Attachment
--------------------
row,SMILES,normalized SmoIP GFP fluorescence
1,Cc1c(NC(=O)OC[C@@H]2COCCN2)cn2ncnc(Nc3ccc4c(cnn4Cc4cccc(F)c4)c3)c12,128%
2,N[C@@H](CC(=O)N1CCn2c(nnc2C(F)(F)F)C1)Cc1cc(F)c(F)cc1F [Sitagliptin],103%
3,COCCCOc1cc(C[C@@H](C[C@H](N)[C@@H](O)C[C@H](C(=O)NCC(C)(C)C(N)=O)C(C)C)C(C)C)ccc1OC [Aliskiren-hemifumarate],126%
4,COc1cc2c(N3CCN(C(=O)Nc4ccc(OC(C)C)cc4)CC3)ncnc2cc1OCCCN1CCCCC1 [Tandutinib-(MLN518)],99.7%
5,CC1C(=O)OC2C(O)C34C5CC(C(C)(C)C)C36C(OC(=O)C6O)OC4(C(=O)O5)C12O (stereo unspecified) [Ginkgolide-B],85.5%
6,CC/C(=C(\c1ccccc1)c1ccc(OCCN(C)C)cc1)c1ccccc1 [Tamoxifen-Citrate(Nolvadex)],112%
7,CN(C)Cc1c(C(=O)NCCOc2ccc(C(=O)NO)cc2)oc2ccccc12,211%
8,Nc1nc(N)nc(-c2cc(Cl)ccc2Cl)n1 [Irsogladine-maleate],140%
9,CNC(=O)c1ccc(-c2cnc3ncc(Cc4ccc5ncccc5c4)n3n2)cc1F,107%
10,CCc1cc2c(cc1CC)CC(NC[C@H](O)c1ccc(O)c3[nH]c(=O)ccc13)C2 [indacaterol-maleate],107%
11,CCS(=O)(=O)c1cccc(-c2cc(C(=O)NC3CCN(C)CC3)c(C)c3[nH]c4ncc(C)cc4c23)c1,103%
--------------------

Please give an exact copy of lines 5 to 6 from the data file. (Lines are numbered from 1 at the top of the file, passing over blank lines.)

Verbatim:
4,COc1cc2c(N3CCN(C(=O)Nc4ccc(OC(C)C)cc4)CC3)ncnc2cc1OCCCN1CCCCC1 [Tandutinib-(MLN518)],99.7%
5,CC1C(=O)OC2C(O)C34C5CC(C(C)(C)C)C36C(OC(=O)C6O)OC4(C(=O)O5)C12O (stereo unspecified) [Ginkgolide-B],85.5%